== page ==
You'll also find yourself hired by a Canadian sock-puppet to hunt down a yeti. After being filled in by your odd employer (who uses a sock puppet of his very own to characterise the yeti!) you'll have to chase the abominable snowman down a particularly treacherous slope, outscoring him as he pulls mad tricks on his own snowboard to secure his capture. He'll backflip off an icy ramp and land precariously on a rail which he'll grind down, popping off stunts as he goes. Do the same or be shown up by the missing link! Later, you find a group of jumpsuit-clad thugs who are up to no good that you need to chase down on a snowmobile, your objectives regularly updated by anime cut-scenes which pepper your pursuit as you gun around an abandoned night-time resort, trying to keep your targets in sight but never straying close enough that they notice you.

There are very few types of media that haven't been resurrected to further along Amped 3's unique personality. Snippets of 8-bit classics remade to fit in you and you posse frame the game's chapters, and even RPG staple Final Fantasy VII isn't safe from a overdue parody tribute. Zombies, ninjas, comic books, animated sketches on a hippy 'boarder's notepad, goggly eyes and lipstick painted on hands to resemble mutated faces, a talking pig's head for a sponsor -- it never lets up! And it never lets itself get old by recycling the same thing over and over. There's always something new, some unexpected spectacle just around the next corner. So much so that reaching the fantastic conclusion is very much a bittersweet sensation.

But fear not! Amped 3 doesn't rely on being a smoking cauldron of insanity; it merely uses it to highlight a comfortable and easily-mastered engine that will keep a player happy long after the wacky escapades are completed.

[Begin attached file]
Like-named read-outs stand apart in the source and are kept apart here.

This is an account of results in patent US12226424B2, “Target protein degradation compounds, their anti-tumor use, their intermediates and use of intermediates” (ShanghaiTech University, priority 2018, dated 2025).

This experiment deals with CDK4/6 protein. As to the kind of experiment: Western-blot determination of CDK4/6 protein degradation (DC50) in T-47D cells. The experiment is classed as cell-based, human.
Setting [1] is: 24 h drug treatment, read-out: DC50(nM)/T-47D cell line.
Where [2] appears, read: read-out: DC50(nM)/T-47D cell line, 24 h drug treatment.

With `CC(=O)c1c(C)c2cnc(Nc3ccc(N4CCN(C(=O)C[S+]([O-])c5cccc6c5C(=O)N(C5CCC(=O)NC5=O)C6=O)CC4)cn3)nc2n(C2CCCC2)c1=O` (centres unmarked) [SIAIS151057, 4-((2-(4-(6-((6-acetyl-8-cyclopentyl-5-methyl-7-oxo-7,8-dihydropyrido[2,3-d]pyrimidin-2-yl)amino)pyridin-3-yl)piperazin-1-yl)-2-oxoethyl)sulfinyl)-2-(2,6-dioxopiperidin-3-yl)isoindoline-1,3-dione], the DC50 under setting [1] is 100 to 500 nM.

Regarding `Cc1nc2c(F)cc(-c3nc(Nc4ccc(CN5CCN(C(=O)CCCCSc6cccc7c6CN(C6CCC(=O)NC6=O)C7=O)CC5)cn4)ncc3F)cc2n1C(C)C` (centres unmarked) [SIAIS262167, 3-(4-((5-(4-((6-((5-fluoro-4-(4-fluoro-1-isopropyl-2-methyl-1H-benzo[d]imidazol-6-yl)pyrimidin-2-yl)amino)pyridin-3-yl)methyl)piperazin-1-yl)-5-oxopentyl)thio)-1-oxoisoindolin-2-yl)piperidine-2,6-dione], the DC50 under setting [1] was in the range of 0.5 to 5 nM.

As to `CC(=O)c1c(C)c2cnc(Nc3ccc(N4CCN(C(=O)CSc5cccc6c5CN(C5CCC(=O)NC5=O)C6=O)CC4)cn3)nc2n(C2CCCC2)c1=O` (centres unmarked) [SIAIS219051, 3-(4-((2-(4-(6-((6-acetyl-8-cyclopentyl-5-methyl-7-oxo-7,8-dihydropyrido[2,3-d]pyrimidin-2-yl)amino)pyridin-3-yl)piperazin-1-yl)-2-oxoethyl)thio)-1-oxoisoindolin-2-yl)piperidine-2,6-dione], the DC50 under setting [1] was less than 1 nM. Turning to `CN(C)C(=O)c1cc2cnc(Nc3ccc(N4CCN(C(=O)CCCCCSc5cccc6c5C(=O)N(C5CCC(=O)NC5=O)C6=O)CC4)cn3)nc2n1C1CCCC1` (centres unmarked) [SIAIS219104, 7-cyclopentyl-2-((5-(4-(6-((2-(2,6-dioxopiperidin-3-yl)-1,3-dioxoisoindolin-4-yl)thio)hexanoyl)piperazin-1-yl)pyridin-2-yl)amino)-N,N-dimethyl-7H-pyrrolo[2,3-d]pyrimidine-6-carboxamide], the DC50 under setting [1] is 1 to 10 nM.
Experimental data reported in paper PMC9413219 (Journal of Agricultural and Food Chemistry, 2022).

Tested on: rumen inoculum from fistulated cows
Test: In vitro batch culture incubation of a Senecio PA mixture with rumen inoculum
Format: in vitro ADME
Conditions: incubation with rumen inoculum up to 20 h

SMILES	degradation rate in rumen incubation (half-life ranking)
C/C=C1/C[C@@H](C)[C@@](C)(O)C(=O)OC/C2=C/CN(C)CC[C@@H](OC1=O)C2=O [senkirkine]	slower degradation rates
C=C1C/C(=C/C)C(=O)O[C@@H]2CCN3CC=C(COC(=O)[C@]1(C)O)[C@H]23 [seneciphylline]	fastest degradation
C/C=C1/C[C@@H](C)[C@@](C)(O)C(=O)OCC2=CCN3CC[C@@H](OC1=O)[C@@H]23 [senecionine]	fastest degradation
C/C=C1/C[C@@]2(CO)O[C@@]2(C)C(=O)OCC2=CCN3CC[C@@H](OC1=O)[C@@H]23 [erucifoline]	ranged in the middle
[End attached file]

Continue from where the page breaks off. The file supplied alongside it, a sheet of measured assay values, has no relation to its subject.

As the story progresses, you unlock different snow-stocked mountains all crammed with stages and goals for you to compete in and enjoy. Media Call-Outs challenge you to beat stock scores using only a certain bit of trickery, be it rail grinding, aerial spins or grab tricks; Sell-Outs see you try and impress sponsors to snag some swag while the Magic Circle events bid you to plough through a series of circles while trying to rack up insane points. There's dozens of challenge modes awaiting you, inviting you to slalom though gates on a snowmobile or break as many of your bones as possible by jettisoning off a high-speed armchair as it's rocketed off the side of a cliff. Each task you complete grants you respect points which can be used to unlock further areas, advance the plot along or just grant you mad bragging rights. As well as this, you can win extra clothes for your custom-built protagonist, unlock new music tracks or tricks and even upgrade your stats.

But it's the personality and the charm that will take a stranglehold on your attention and never let go.

Amped 3 avoids the traps that lesser games have fallen into by not taking itself seriously and presenting its players with a laugh-out-loud experience that never shows any sign of dispersing. On the most powerful console currently known to man, boasting a library of photo-realistic games, it's the one featuring live-action sock puppets that contains the most heart.

Rating: 9/10

EmP's avatar
Staff review by Gary Hartley (September 30, 2006)

Gary Hartley arbitrarily arrives, leaves a review for a game no one has heard of, then retreats to his 17th century castle in rural England to feed whatever lives in the moat and complain about you.